Quite frankly, the technology of atomization and harnessing nuclear energy was discovered and toiled upon with the intention of providing unlimited clean energy for society’s usage. Here, too, Japan’s perception of technology has unfortunately suffered through circumstance. Where the rest of the world experienced the horrifying 2011 tsunami that devastated the entirety of Southeast Asia as a reminder of the insignificance of human ability in the face of the forces of nature, Japan experienced this terror twofold when the tsunami triggered the Fukushima reactor meltdown that quickly became a national crisis meriting evacuation of the entire region. This double assault from both nature and technology manifests in 2016’s Shin Godzilla, wherein Godzilla returns to the Toho studio and the Japanese movie industry. Once again, Godzilla hearkens to the audience’s deepest fears in order to evoke gut-wrenching terror, except that the new horror was a technology that was intentioned for the betterment of society. Japan was again reminded that even well-intentioned technology can be turned upon its handlers at any moment.
Even the original Godzilla film pays a brief homage to atomic technology’s intended purpose and ultimate usurping through one Professor Yamane, who “proposes instead a rescue mission to save the monster, noting that Godzilla is in fact a victim of man-made nuclear technology. Yamane also suggests that examining the monster might lead to discoveries that could help human beings survive nuclear war” (Inuhiko). Yamane is shouted down from the panic of a government and public scrambling to defend itself from the invading behemoth. In a sense, Godzilla is both monster and victim. As monster, he represents the threats that time and time again encroach upon Japan’s shores; as victim, he is Japan in its attempts to create a better society through adopting new technologies, attempts that may seem to unanimously backfire. It appears then that the real monster is not Godzilla himself but rather the authoritative governing body. At his very heart, buried beneath radioactive scales and atomic breath, Godzilla is the national pride of a population that holds a deep-seated hatred for authority and an acquired taste for xenophobia.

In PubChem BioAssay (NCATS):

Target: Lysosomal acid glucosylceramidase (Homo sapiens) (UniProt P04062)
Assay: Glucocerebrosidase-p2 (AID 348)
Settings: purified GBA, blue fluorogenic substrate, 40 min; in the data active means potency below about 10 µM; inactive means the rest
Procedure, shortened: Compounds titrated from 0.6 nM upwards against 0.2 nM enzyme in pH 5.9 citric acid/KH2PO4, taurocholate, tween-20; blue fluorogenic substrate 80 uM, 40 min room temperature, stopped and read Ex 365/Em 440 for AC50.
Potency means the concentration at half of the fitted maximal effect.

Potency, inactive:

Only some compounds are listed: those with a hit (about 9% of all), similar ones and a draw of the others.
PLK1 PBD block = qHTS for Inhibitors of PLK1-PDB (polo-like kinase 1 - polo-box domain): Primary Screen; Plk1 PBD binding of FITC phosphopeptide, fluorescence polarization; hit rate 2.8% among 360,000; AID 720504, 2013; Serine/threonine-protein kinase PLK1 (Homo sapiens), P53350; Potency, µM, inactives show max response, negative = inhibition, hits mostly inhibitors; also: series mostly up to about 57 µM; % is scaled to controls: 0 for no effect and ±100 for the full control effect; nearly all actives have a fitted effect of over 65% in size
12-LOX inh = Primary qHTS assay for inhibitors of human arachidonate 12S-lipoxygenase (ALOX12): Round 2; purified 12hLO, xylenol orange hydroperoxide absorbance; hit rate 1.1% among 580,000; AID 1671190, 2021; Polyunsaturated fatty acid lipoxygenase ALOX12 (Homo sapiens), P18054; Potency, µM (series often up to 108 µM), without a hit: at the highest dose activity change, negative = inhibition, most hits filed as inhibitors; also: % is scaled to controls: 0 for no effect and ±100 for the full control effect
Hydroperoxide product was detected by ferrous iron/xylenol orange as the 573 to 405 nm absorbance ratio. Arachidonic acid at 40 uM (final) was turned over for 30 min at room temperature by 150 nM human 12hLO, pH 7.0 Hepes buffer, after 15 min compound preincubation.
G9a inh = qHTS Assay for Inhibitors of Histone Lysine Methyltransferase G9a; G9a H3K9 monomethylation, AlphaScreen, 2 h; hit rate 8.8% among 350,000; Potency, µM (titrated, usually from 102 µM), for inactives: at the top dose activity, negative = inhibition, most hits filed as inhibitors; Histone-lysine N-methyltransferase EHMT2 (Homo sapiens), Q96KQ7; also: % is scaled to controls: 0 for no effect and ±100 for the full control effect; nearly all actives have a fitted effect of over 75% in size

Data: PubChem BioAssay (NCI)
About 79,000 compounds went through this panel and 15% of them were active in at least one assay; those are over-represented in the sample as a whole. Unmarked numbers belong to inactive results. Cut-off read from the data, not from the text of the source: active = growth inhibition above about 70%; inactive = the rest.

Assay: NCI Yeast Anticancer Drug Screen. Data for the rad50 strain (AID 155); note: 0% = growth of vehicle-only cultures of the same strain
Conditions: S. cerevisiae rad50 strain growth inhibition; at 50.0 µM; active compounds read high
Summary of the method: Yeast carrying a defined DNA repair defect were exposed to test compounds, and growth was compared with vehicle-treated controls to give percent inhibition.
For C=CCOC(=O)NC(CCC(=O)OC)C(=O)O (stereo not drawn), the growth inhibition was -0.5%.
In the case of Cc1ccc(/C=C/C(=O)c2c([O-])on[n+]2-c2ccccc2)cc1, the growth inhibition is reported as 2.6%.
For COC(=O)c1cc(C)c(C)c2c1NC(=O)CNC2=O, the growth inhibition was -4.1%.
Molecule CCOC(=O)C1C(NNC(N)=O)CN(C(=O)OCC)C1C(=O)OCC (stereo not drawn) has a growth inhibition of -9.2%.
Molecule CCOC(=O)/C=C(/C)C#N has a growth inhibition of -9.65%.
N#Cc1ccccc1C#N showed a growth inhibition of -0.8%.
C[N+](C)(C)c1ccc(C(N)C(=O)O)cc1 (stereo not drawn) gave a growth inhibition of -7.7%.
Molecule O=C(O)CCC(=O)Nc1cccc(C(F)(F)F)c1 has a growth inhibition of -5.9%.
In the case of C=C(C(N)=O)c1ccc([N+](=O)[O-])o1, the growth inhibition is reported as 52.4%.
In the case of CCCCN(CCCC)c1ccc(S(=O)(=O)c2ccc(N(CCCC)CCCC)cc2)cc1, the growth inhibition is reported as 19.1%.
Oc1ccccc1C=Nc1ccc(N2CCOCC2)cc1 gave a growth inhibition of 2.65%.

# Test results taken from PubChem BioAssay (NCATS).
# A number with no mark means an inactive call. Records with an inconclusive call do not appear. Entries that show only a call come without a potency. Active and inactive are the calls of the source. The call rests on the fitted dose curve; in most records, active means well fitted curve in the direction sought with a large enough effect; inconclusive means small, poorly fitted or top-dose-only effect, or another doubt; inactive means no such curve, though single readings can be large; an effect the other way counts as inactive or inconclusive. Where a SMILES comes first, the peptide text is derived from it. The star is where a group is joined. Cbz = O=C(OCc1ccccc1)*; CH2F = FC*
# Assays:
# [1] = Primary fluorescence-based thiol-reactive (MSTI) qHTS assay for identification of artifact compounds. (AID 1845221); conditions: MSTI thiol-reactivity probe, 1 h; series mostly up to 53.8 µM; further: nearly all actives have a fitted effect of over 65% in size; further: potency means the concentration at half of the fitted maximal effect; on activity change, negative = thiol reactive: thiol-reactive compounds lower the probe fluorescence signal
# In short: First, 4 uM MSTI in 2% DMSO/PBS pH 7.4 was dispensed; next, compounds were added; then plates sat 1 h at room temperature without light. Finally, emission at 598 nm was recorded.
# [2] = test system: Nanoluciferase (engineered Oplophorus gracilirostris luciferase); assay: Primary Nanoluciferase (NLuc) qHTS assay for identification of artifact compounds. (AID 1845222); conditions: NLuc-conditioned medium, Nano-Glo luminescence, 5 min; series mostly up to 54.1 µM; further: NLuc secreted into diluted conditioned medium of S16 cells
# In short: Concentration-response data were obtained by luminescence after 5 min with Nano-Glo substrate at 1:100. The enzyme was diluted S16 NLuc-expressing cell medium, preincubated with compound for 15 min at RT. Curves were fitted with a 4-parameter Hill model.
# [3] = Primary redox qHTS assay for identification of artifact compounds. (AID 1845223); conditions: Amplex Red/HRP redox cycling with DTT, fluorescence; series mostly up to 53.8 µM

We now step into Cohen’s final thesis: Thesis 4 states that monstrosity is created by difference and champions the vilification of the “other.” In the new Shin Godzilla, the government’s painfully slow response to the Fukushima meltdown is cast in satirical slant when the authority in charge of the region “downplayed the meltdown and suppressed reports of high radiation levels” much like the reality of 2011 (Rath). Furthermore, there are entire scenes of blaming and finger pointing as the fat cats of the government try to retain their cushy positions and minimize political fallout at the cost of radioactive fallout. The true heroes of the situation are the local everyman workers who “risked their lives laboring round-the-clock to stabilize the crippled No.1 nuclear plant” much like the Fukushima 50 (Schilling). The nationalistic pride of Japanese people is on sharp display in the 2016 Shin Godzilla reboot, which was suspiciously released two years after the successful American reboot. Perhaps for good reason, as the American version essentially whisked the Japanese national symbol off to San Francisco to become the hero of the American west.
The new Shin Godzilla places this nationalism on surprisingly acerbic display with the inclusion of a Japanese-American. Racism unfortunately comes part and parcel with Godzilla’s origin story, as he was born from the American bombings of Hiroshima and Nagasaki. In combination with Japanese vacillatory attitude towards modernism, this racism is bolstered into hatred for western gender progressivism; verily, it is a hatred for any sort of western progressivism. Even today, the older generation of Japan is culturally strongly resilient to the social liberties taken by younger Japanese who have been exposed to global awareness. While Jeffrey Jerome Cohen’s “Monster Culture” is not applicable to every piece of monster literature, thesis one and five do shed light on the purpose of monsters. Monsters are there to remind us what happened and more importantly, warn us on matters pertaining society and morality.
Cohen, Jeffrey Jerome. “Monster Culture (Seven Theses).” Monster theory: reading culture. Mineapolis: U of Minnesota Press, 1996. 3-25. Print.
Inuhiko, Yomota. “The Menace from the South Seas .” Japanese Cinema: Texts and Contexts. Ed.
Noriega, Chon A. “Godzilla and the Japanese Nightmare: When Them! is U.S.” Hibakusha cinema:
Hiroshima, Nagasaki, and the nuclear image in Japanese film. Ed. Mick Broderick. Abingdon, Oxon.: Routledge, 2009. 54-74. Print.
Rath, Robert. “Godzilla Resurgence is actually a biting political satire.” ZAM. ZAM, n.d. Web. 27 Apr 2017.
Sacks, Ethan. “New ‘Godzilla’ reflects our fears of nuclear and natural disasters.” NY Daily News.
Schilling, Mark. “‘Shin Godzilla’: The metaphorical monster returns.” The Japan Times, 3 Aug. 2016.
Screenjunkies. “Honest Trailers – Godzilla (2014).” YouTube. YouTube, 09 Sept. 2014. Web. 08 May 2017.
“Godzilla Returns to Japan.” The New Yorker. The New Yorker, 14 May 2016. Web. 27 Apr.
“Godzilla and Postwar Japan.” UCLA Asia Pacific Center. N.p., 26 May 2005. Web. 27 Apr. 2017.
Alastair Phillips and Julian Stringer. New York: Routledge, 2007. 102-11. Print.
2017. Web. 27 Apr. 2017.